The movie Mr. Brooks (2007) ends with the main character, Brooks, having a nightmare of his daughter killing him, confirming his fear of her becoming more and more like him. After which Mr. Brooks wakes up, realizing this was a nightmare, being comforted by his wife and reciting the serenity prayer.

How do we know if Mr. Brooks' nightmare was only that his daughter killed him, or he was dreaming this whole time? Is this an open ended movie, where we simply don't know? Or am I missing something and it's actually close ended, where the dream was simply the last part and not the whole action.

Reasons to consider: We know Mr. Brooks has not killed anyone in two years, and it looks like the serenity prayer is his sort of "medicine", to take in hard times of temptation. So maybe he recited the serenity prayer to stop himself, had a bad nightmare about killing again, woke up, and recited the serenity prayer again.

  • 1
    I think the simplest conclusion is the correct one.
    – sanpaco
    Commented Sep 14, 2020 at 4:08
  • @sanpaco, sure, so why would that conclusion be more simple that the other one? Just trying to undersrand :)
    – Dan
    Commented Sep 14, 2020 at 5:33
  • One conclusion is that the movie was all real and the ending scene is a nightmare. The other is that the whole movie was a dream. It makes more sense that only the ending was a dream because that's a more traditional way to tell a story.
    – sanpaco
    Commented Sep 14, 2020 at 21:27

2 Answers 2


From what I can gather, you are both right and wrong! Right in feeling that the ending was open ended, but wrong in suspecting that the whole thing might have been a dream - at least, I can find no evidence to support this theory, neither in the movie itself nor from the Writer/Director (Bruce A Evans). I find it hard to believe he would not mention something as important as this aspect of the movie if it really was meant to be suggested that the whole thing was a dream.

Mr Evans) has stated in an interview on Movieweb.com that the ending was left with a few unanswered threads:

When we wrote it obviously the ending is open ended and Earl is in great pain because of his daughter. There is an open-ended... neither Earl, the daughter or Atwood has come to a conclusion.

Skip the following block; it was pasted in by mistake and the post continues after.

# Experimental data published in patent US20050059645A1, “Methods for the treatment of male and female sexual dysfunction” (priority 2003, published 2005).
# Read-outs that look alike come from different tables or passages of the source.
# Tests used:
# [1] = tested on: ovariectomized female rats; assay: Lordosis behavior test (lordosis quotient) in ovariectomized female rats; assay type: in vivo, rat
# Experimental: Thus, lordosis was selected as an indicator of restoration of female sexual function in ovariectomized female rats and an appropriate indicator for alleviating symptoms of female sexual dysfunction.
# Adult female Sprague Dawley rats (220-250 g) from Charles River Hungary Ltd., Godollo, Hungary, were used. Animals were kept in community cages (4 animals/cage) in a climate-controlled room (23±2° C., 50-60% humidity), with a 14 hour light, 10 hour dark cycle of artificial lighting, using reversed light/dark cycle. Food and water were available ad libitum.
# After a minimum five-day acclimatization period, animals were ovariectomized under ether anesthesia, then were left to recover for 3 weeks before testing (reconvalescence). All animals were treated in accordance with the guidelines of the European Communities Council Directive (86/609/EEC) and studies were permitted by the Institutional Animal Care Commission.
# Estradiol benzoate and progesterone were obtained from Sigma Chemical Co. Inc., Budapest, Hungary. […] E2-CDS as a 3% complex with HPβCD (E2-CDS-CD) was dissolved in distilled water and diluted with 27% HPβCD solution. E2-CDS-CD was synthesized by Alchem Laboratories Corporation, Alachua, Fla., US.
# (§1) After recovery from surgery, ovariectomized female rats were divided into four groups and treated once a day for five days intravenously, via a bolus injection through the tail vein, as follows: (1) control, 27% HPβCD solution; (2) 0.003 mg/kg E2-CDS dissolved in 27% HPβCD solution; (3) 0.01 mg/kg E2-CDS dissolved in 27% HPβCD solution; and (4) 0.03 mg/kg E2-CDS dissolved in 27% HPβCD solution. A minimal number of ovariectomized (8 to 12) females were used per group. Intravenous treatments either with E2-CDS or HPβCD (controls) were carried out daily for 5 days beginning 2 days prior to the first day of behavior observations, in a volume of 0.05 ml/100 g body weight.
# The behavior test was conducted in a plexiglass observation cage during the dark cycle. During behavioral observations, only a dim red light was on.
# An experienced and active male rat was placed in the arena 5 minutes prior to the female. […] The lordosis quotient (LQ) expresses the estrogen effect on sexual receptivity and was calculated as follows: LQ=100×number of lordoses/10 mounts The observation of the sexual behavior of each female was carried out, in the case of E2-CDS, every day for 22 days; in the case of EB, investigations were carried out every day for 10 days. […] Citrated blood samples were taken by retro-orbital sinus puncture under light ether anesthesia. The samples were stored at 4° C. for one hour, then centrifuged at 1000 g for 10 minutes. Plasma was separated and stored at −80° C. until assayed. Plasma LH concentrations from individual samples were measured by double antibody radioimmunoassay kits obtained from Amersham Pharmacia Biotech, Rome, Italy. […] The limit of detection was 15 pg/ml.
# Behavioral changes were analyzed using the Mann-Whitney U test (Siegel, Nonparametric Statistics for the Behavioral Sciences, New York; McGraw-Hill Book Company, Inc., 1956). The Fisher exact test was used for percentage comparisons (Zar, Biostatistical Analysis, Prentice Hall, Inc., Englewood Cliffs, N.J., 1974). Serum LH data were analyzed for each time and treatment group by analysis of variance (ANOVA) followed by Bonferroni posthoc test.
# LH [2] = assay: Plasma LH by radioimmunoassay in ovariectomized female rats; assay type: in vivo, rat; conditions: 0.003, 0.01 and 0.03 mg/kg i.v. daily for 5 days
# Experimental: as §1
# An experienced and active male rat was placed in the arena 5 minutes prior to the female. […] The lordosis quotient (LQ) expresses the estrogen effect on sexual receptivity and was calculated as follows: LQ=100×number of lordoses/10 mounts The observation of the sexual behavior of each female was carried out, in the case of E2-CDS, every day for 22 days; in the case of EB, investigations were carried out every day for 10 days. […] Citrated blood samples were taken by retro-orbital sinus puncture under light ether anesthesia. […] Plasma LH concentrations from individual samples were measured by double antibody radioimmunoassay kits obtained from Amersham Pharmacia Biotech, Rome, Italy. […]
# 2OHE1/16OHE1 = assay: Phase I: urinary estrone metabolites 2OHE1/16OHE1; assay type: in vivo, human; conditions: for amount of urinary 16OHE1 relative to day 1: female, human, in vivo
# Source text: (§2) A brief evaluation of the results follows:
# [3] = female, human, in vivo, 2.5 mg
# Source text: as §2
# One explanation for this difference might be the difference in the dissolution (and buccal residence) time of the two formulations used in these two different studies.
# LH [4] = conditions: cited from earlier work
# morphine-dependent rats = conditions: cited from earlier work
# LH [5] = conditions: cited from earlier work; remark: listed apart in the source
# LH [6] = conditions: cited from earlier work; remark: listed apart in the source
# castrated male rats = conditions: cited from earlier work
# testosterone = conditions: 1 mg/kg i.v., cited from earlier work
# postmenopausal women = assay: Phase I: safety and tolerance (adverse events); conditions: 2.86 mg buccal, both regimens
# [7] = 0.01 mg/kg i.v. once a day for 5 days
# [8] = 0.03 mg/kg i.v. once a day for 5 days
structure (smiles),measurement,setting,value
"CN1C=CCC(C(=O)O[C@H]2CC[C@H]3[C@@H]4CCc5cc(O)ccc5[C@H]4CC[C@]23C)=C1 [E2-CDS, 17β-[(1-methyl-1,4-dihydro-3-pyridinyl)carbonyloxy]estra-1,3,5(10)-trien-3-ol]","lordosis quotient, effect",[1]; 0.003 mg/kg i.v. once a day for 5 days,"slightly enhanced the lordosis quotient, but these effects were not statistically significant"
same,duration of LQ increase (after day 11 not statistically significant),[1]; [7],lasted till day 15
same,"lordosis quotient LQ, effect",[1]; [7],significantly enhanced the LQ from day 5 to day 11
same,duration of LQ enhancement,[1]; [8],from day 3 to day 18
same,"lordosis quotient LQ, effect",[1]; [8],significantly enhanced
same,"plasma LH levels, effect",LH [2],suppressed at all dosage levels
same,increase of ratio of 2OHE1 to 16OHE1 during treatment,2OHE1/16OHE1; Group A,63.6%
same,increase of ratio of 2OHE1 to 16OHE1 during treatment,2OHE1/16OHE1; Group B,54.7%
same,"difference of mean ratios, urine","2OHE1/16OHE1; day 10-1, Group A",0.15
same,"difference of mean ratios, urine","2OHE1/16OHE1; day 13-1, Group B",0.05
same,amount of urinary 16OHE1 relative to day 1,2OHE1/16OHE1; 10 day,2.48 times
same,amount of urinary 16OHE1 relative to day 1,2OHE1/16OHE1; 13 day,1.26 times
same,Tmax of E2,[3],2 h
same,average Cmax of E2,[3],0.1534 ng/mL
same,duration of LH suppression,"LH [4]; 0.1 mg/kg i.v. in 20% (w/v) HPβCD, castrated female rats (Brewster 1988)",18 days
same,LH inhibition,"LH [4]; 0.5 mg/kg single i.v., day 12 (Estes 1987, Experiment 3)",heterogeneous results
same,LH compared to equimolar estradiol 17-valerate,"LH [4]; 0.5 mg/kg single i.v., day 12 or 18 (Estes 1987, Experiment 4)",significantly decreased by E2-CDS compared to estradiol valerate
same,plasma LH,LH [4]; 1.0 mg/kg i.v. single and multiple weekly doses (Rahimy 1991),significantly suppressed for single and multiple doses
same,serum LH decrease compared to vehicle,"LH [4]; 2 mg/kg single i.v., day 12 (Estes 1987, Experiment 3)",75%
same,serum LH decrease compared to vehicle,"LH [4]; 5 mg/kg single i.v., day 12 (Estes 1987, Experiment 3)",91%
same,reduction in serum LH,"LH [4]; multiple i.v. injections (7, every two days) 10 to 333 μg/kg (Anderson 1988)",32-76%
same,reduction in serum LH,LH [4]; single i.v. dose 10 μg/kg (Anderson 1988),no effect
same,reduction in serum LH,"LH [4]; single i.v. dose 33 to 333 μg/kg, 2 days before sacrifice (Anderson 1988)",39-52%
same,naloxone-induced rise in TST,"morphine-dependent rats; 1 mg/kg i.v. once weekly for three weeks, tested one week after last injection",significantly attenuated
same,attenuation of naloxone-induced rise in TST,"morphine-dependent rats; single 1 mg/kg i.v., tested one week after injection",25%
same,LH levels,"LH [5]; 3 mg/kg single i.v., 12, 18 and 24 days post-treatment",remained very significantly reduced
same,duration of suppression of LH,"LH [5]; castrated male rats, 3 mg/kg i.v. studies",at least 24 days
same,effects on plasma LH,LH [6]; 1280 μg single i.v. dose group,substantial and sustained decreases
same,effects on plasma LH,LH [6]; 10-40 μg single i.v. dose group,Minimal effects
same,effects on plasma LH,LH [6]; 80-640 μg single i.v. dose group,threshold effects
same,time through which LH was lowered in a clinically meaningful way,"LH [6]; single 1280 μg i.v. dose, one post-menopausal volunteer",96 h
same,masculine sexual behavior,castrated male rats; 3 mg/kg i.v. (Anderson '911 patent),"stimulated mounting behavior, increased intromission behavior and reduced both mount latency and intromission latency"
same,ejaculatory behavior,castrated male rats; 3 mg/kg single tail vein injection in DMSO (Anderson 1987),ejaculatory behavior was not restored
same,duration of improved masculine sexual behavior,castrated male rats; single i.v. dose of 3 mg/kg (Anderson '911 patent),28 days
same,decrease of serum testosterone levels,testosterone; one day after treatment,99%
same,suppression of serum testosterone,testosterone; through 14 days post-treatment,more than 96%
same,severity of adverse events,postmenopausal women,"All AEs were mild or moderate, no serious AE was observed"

This is due to the initial desire to make a trilogy out of the story, as further mentioned in another interview on bloody-disgusting.com

“One of the initial ideas that we weren’t able to fully incorporate into the first film [was that] Mr. Brooks was fascinated by [Detective Atwood],” Evans says. Though Demi Moore was cast as Atwood in the final film, her part was initially written for someone a bit younger, allowing Brooks to begin feeling oddly paternal toward her. “He was impressed with her. It wasn’t a love story. He saw her as the daughter that he’d always wanted. He’s tortured by his relationship with his own daughter [who ultimately reveals herself to be as murderous as her father], whereas [Atwood] represents who he had always wanted as a daughter. And that engagement would have continued on with the second film.”

The bulk of the third film would have found Brooks’ daughter Jane turning against her father and framing him for murder, setting up a battle of wills between the two as the younger Brooks tries to “get back at Daddy”.


I think the whole thing has to be a dream, because in the ending scene, his inner voice is asking "Why do you fight it so hard, Earl?" And the only two times that this question comes up are right at the beginning of the film and right before he kills the couple from the dance studio.

So if only the scene where his daughter kills him is a dream, why would his inner voice ask this question there? Does he have to kill someone again? So I guess he just dreamed about what could happen if he kills this couple from the dance studio and what the consequences could be. He‘s a smart killer. He has to think about everything that could happen.

I did go through a lot of sites where people discussed and speculated about the end of this movie, but no one mentioned this (for me) very important keyphrase or key question of the film, so I had to put this out there.

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